The Provenance alpha: building trust from transparency

The Co-op is committed to being radically transparent. A decade ahead of the government’s traffic light system, we campaigned for food and nutrition labelling that’s clear and easy to understand.

Being transparent still matters. But how do we make sure the Co-op stays ahead of the curve when it comes to building trust from transparency in the digital age?

For the past 12 weeks, my team has been working on a proof of concept we called the Provenance alpha. Provenance is a start-up that uses blockchain technology to make supply chains more transparent. A blockchain is a public, tamper-proof record of transactions which is maintained and verified by a network of co-operating computers (rather than by a central authority like a bank).

The Provenance alpha was a joint effort between Co-op Digital and Provenance to see if we could use their technology without having to add extra steps to our supply chain.

Starting with gladioli

Our small team (myself, interaction designer Jack, and the team from Provenance) tracked gladioli through our supply chain, from source to shelf. We learnt a lot in the process. We worked on this project in the same way that we develop software – by building something doable as a basis for scaling up.

We looked at the supply chains of 4 different products to begin with but we picked gladioli because they’re a relatively neutral product but still perishable. Gladioli are farmed locally in the UK and move from source to shelf in 2 to 5 days. Their supply chain has enough steps to be interesting, but is small enough for a proof of concept.

Working with what’s already there

We wanted to move quickly, which meant steering clear of changing existing processes in the supply chain. Adding any new technology for tracking and verification purposes would be expensive to scale, so we avoided doing that. To keep us on track, we decided on some principles for our work. 

  1. Tracking should be as close to real time as possible.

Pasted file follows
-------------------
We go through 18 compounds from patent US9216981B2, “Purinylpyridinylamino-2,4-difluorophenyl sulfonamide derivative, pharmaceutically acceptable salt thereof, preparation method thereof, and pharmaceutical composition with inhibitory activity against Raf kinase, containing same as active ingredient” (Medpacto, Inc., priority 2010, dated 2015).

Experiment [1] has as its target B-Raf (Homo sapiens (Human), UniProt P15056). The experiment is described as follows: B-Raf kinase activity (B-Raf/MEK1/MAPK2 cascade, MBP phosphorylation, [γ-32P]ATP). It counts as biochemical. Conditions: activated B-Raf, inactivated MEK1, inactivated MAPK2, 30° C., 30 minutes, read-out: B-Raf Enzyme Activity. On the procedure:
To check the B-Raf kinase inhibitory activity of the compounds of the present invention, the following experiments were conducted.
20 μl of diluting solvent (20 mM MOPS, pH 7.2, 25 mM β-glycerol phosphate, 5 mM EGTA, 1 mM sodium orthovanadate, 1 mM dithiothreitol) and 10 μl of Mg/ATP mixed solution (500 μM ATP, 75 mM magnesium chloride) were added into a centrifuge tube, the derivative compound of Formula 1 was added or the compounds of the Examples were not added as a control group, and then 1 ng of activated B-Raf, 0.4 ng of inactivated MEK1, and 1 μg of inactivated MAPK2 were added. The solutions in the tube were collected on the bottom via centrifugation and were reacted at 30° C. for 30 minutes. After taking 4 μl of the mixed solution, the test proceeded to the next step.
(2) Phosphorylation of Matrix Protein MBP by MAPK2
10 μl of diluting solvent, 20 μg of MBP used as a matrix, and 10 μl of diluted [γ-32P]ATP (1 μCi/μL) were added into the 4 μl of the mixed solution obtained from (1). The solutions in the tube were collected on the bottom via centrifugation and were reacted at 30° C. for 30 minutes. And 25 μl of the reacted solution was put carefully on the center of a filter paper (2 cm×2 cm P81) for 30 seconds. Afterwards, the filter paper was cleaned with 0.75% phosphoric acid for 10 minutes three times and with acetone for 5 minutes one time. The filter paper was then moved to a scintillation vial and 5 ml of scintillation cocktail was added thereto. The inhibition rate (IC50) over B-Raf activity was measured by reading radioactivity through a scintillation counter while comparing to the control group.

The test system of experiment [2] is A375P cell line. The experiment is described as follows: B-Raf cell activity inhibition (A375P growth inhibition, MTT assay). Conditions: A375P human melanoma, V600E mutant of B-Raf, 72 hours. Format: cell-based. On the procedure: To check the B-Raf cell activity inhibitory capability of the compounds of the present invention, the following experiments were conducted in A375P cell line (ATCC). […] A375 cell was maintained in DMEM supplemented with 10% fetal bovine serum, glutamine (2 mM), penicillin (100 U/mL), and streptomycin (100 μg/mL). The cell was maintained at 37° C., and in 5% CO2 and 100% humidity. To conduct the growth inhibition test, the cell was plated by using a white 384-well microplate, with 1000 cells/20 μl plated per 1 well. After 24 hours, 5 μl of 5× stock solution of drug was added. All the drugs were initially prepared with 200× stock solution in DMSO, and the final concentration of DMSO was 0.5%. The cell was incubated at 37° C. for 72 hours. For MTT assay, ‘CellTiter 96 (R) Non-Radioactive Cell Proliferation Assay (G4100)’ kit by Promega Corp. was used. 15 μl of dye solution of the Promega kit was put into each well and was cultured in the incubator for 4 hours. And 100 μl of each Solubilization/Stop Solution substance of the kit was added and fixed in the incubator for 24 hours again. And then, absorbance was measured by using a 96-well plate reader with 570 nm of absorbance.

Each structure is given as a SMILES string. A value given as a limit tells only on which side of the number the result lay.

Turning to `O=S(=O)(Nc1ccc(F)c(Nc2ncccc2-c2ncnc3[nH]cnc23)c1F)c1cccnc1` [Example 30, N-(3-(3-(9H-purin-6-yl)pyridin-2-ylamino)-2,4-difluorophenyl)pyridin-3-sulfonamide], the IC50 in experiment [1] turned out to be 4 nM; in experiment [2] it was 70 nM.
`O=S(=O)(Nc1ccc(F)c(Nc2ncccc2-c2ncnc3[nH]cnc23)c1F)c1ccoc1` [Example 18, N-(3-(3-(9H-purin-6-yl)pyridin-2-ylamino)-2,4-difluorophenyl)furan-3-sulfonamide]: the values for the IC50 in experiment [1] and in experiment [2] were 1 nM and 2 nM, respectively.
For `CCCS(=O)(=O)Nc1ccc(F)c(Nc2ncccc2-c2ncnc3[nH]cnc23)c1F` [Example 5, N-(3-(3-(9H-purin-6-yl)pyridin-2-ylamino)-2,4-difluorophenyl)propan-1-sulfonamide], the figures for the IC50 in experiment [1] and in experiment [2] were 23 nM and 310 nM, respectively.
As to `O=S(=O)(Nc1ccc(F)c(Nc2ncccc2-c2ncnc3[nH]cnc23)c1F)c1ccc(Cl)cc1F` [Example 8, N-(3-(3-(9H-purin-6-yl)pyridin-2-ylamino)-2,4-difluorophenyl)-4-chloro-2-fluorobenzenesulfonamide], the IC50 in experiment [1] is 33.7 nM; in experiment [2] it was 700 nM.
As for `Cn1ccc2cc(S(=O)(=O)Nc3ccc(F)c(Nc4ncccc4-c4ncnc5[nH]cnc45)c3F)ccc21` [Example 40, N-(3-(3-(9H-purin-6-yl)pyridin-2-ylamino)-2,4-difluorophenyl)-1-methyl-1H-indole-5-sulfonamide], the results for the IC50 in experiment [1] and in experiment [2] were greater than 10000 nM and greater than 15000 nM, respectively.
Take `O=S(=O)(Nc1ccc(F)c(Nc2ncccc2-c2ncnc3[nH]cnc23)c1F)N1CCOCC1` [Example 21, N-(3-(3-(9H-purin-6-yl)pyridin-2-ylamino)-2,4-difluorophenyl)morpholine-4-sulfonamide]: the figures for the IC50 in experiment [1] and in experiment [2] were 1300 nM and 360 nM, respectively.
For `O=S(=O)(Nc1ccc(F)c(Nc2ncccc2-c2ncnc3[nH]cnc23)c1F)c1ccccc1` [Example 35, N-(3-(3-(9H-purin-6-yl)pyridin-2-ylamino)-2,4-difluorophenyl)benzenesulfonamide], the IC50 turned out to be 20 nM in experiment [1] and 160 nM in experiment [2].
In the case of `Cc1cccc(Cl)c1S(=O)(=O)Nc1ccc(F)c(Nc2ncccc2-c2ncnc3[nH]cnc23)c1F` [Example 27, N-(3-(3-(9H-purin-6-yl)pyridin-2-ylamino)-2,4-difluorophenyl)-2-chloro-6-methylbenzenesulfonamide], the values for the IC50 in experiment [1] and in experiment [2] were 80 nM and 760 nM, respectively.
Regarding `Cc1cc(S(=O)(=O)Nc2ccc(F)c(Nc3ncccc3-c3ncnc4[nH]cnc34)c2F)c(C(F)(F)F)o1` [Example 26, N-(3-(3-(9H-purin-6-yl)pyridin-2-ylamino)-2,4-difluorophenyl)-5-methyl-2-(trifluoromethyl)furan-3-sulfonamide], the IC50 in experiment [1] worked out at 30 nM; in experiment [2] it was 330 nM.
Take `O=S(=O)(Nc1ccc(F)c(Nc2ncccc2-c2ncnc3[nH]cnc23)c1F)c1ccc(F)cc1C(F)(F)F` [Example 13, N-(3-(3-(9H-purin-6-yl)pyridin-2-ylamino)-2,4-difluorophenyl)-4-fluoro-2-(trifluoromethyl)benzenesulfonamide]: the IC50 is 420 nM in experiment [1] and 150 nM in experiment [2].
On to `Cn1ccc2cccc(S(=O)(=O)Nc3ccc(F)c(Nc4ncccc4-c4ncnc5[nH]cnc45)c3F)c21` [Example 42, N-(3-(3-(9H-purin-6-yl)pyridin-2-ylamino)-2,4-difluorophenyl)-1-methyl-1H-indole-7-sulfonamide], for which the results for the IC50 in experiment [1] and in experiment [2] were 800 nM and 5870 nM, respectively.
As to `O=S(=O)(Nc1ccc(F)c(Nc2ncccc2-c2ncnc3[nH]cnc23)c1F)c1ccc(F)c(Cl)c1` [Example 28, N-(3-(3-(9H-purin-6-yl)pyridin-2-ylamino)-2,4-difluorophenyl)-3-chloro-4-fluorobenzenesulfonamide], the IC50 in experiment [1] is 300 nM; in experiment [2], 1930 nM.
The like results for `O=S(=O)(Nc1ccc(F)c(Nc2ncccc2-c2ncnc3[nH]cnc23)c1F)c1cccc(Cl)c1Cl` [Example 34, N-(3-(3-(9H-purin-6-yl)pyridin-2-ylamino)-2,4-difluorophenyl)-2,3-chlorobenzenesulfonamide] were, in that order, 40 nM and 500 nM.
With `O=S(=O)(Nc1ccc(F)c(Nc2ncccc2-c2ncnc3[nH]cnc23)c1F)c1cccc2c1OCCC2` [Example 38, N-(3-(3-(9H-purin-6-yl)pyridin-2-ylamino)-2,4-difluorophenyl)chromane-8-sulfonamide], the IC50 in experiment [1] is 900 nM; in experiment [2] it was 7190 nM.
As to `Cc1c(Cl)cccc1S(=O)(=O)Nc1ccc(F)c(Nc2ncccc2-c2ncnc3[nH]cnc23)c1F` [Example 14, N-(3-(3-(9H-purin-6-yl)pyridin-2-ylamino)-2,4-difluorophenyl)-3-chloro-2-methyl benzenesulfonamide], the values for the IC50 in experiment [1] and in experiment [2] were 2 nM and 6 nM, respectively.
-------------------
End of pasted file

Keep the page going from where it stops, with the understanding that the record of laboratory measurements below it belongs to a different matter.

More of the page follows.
2. No manipulation of existing supply chain processes.
  3. Use existing systems and verifiable data.

We connected to existing systems such as our suppliers’ sales and invoice software and our warehouse management system at our depot. This let us collect data about where the flowers had come from and where they’d go next. It also let us track unique batches in real time.

Links in the chain

All the suppliers in the supply chain gave us access to systems that we could extract data from. This data included evidence of environmental and welfare standards. We then linked these together using Provenance’s software to verify the batch of gladioli at each step in the chain.
image of 4 phone screens showing what the Provenance app looks like at various stages of the gladiolo supply chain as well as data collected along the way

We started off by meeting with the gladioli farmer, Matthew Naylor to find the number of flowers cropped in the field each day. This information is usually recorded on paper, however Matthew used his smartphone to log the daily cropping figures with the Provenance system.

Naylor shows the Provenance software on his phone to the team

Next, we met with our flower supplier, JZ Flowers. They supply the Co-op with British gladioli and work with Matthew and the Co-op’s flowers product manager, Kathryn Camps, to develop our flower range. The information we collected about the production process is in the Provenance app. At this point we used order, sales and invoicing data to verify the batches that were sent to our depot. Then, at the depot we used our warehouse management systems to track the gladioli batches through to the store shelf at the Archway Co-op.